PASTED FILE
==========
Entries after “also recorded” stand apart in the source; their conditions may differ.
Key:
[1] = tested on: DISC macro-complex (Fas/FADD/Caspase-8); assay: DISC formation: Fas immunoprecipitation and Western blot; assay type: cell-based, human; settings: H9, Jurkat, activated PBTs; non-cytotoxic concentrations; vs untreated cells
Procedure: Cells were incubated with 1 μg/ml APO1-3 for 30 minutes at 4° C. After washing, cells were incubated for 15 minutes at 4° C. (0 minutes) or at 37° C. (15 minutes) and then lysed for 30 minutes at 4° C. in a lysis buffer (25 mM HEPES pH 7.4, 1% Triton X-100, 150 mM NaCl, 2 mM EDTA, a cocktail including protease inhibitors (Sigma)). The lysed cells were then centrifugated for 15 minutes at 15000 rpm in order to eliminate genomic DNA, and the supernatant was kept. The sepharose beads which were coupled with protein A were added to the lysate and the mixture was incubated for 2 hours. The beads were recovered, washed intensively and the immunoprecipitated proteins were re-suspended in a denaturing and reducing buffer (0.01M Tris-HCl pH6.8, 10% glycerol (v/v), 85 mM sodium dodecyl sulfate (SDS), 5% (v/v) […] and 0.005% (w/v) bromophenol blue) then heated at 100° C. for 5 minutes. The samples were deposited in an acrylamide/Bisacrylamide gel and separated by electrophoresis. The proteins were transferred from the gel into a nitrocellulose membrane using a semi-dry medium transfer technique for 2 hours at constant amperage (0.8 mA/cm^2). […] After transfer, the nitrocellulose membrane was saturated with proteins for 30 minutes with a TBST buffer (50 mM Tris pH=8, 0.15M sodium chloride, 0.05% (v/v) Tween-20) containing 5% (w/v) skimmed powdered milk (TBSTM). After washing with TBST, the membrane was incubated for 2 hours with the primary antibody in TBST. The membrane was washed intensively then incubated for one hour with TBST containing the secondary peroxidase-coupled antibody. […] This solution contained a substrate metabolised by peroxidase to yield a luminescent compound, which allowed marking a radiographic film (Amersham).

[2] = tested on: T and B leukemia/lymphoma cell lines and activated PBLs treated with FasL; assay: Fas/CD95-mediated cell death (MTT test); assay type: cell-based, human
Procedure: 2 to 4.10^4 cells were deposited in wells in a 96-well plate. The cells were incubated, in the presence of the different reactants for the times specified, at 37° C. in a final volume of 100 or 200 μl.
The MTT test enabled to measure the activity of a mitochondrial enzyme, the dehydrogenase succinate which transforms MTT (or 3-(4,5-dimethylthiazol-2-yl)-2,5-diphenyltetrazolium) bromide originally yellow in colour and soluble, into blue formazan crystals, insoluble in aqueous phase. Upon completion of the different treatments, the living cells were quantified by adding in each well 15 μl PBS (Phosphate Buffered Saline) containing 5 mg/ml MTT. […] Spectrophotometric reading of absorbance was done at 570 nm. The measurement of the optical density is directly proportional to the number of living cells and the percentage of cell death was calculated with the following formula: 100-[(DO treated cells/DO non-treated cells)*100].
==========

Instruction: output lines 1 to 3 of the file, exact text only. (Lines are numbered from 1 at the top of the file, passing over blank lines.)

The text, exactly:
Entries after “also recorded” stand apart in the source; their conditions may differ.
Key:
[1] = tested on: DISC macro-complex (Fas/FADD/Caspase-8); assay: DISC formation: Fas immunoprecipitation and Western blot; assay type: cell-based, human; settings: H9, Jurkat, activated PBTs; non-cytotoxic concentrations; vs untreated cells